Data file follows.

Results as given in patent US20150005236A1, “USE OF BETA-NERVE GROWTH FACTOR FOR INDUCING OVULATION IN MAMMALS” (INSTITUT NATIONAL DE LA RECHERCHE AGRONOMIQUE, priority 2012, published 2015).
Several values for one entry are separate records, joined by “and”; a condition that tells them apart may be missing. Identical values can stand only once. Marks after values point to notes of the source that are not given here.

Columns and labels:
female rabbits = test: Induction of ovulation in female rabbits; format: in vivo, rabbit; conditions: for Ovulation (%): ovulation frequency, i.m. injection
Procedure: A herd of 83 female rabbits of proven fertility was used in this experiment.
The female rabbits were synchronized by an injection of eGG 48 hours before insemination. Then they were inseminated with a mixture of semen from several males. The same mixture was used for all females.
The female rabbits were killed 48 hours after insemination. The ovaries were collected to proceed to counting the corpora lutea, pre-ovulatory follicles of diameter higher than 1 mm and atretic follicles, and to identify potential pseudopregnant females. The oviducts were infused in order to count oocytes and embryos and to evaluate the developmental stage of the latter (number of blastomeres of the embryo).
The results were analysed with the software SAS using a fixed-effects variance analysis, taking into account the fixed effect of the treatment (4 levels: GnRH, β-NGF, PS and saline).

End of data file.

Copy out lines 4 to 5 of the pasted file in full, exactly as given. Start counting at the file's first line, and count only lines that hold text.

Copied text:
female rabbits = test: Induction of ovulation in female rabbits; format: in vivo, rabbit; conditions: for Ovulation (%): ovulation frequency, i.m. injection
Procedure: A herd of 83 female rabbits of proven fertility was used in this experiment.